Michelle Bufkin, AU Agriculture Communications Student/EDEN Community of Practice Social Media Assistant, recently interviewed EDEN delegate Conne Burnham.
1. How did you first get involved with EDEN?
I came to work for the University of Missouri Extension in January 2004 and because I’m in an emergency management program in extension I was asked to join EDEN as a delegate. But I really did not get involved with EDEN for several years, about five years ago I became much more engaged. Currently I am a member of the Exercise Group and Agrosecurity Committee. I have also been working on a COAD Guidance Manual update that involves University of Illinois and Purdue University, and has been shared with the EDEN membership.
2. What is your role of disaster preparedness in your state?
I work for two different programs in extension, one of them is a continuing education program. With that I manage training exercises that are specifically emergency management focused. On the other side I manage the community emergency management program, where regional teams throughout the state focus on assisting their communities in phases of the emergency management system. I coordinate that program and provide them with training and resources. On the state level I am a representative for the University of Missouri extension to the state emergency management agency. I am on three of their state committees. I am also on call in case they need additional assistance at the state emergency management agency.
3. Can you tell us a little about the work you are doing with the COAD manual?
I received a grant to work on the COAD Guidance Manual several years ago. Currently I am working to add an agriculture annex to the manual. I hope this will be helpful to people across the nation because when we have disasters in rural areas it seems that they seem to have the least amount of ability to recover. This is because they are living in a sparse area, and sometimes it is difficult to get them assistance. So this manual will cover how a community can help our rural areas more easily recover from some kind of disaster. I’m hoping the agriculture annex we are putting into the COAD manual will benefit a lot of people.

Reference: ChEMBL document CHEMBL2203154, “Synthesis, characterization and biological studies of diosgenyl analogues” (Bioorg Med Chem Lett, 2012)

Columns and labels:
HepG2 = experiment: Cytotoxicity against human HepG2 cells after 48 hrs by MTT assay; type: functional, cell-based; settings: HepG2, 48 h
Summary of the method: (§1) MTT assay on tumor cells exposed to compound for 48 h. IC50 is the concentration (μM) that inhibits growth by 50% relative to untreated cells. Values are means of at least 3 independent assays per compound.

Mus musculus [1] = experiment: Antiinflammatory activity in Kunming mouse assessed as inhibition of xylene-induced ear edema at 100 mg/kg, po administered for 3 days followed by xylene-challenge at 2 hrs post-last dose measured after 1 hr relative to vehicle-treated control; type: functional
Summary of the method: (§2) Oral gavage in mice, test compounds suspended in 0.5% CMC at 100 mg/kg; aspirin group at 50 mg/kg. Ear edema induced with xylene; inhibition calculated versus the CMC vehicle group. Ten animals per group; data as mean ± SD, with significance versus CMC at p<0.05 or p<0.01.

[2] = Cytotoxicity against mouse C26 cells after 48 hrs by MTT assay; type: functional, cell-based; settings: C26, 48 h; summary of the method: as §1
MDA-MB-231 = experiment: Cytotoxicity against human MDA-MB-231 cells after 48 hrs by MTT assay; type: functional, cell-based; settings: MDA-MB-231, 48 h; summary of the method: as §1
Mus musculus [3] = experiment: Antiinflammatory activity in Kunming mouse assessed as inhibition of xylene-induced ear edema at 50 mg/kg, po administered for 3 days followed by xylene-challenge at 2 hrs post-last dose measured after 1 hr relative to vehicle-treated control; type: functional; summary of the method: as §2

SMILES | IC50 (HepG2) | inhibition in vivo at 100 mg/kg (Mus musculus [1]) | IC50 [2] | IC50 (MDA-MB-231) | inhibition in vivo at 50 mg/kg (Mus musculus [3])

4. What has been your favorite disaster preparedness exercise and why?
My favorite exercises are the 12 exercises associated with Part 2 of the COAD Guidance Manual Project. Twelve local COADs signed up for the exercise and devoted several hours discussing their capabilities to assist their communities during a disaster. It was very fascinating to see the difference in organizational structures, what they had to offer, and how they would use the COADs. I think it gave me a much better idea about how COADs can really fit into a community. Before this I did not see how communities had engaged COADs as much as possible. I think this project really started getting more of them engaged.
5. What is your biggest piece of advice to other EDEN delegates?
Become engaged with the organization! If you just sit on the sidelines you get emails with all kinds of opportunities. Once you get more known in the organization you gain some credibility and validity. They are always looking for someone that has expertise in certain areas. I believe that if we are going to be a part of an organization we need to be able to offer the expertise and experiences we have, so we can help the organization as a whole. It helps educate all of our members, get engaged!